“Who said it?” is the theme of this week’s Sunday quiz! Can you match the quotation with the person, or the person they’re talking about? I’m sure you can!
So, grab yourself a snack and your favourite beverage, make yourself comfortable, and let’s get those little grey cells working. Good luck!
On this day in Tudor history, 10th August 1512, the English fleet’s flagship, the Mary Rose, saw battle for the first time in the Battle of Saint-Mathieu, a naval battle in the War of the League of Cambrai.
The battle was fought between the English fleet and the Franco-Breton fleet just off the coast of Brest.
1,500 to 1,600 men were lost that day, but how? What happened? And who was victorious?
I explain all in today’s talk.
On this day in Tudor history, 9th August 1588, Queen Elizabeth I gave her famous Tilbury Speech to the forces gathered at Tilbury Fort.
It is a speech that has been immortalised on screen by the likes of Glenda Jackson and Cate Blanchett, and is famous for the line “I know I have the body but of a weak and feeble woman; but I have the heart and stomach of a king, and of a king of England too”, but what words did Elizabeth really speak that day?
In today’s talk,I share three versions of Elizabeth I’s Tilbury Speech.
On 9th August 1561, while on a visit to Ipswich in Suffolk, Queen Elizabeth I issued injunctions forbidding women to reside in cathedrals and colleges. It was this “on this day” event that made me dig deeper into her injunctions, the reaction to them, and also her religious settlement and “middle way”.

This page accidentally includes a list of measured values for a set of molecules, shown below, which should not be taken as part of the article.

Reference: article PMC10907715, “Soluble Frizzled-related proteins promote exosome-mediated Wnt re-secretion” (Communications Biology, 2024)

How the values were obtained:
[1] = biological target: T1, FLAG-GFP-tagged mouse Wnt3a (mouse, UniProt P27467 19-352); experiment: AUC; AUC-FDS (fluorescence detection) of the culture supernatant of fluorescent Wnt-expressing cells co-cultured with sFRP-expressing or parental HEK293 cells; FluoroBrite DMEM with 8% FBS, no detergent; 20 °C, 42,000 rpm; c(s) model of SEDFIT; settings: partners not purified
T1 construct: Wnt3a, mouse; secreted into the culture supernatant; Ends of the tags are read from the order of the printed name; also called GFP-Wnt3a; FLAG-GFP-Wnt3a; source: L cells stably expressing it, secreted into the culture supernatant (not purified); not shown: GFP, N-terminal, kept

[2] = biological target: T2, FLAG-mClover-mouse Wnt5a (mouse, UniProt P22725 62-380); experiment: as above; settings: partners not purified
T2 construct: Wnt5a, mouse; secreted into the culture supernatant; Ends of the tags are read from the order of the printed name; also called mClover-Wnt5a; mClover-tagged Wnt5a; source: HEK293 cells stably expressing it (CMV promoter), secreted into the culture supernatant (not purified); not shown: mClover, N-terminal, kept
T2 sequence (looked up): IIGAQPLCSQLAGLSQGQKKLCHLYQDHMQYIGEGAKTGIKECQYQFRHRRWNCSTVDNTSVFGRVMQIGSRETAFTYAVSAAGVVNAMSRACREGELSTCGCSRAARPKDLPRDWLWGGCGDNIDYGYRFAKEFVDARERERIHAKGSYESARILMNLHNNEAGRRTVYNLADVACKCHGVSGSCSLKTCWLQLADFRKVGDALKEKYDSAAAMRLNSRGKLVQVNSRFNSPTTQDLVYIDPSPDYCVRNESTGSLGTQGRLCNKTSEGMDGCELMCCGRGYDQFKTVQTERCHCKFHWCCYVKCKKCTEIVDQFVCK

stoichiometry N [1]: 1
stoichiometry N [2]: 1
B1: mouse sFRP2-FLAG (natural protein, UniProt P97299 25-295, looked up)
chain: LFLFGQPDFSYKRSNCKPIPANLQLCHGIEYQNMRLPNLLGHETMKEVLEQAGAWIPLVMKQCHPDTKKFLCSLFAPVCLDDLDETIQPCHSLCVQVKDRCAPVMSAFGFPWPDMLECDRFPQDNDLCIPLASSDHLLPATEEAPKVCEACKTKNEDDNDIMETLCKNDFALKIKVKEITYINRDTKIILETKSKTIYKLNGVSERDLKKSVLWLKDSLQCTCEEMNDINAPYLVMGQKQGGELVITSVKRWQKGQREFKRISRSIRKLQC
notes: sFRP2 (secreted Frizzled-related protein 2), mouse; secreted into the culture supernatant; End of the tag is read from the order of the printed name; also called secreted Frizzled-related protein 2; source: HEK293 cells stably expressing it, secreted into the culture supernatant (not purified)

I hope you enjoy my Claire Chats video talk on this topic.
On this day in Tudor history, 8th August 1588, Queen Elizabeth I decided to accept Robert Dudley, Earl of Leicester’s invitation to visit the troops he had gathered near Tilbury Fort to guard the eastern approach to London from the expected invasion by the Spanish Armada.
In today’s “on this day in Tudor history” talk, I explain why Leicester invited his queen to visit the troops – there was more to it than just boosting morale.
On this day in Tudor history, 7th August 1485, Henry Tudor, the soon-to-be King Henry VII, returned from exile, landing at Mill Bay in Wales. His intention was, of course, to claim the throne of England and to depose King Richard III.
I share two accounts of his landing and explains what Henry did next.
As you probably know by now, I like nothing better than talking Tudor so being the resident historian and co-leader of Tudor history tours is just up my street – talking Tudor from dawn to dusk, well, actually well into the early hours!
In this video, I invite you to join me and Philippa at Hever Castle, the family home of the Boleyn family, on the Anne Boleyn Experience 2020. Yes, we actually stay at Hever – bliss! Philippa and I have so much in store for you, so let me tell you all about it. I’m quite literally counting the days (and probably the hours too)!
I forgot to say that there isn’t going to be an Anne Boleyn Experience in 2021, so if you definitely want to do it then please consider 2020. Find out more about the tours and sign up on the mailing list at https://www.britishhistorytours.com/history-tours/
On this day in Tudor history, 6th August 1549, the Crown’s forces met the rebels of the Prayer Book Rebellion in another battle, the Battle of Clyst Heath.
I share an account of the battle of which Lord Grey said “he never, in all the wars that he had been, knew the like”. I also explain what happened next in the Prayer Book Rebellion of 1549.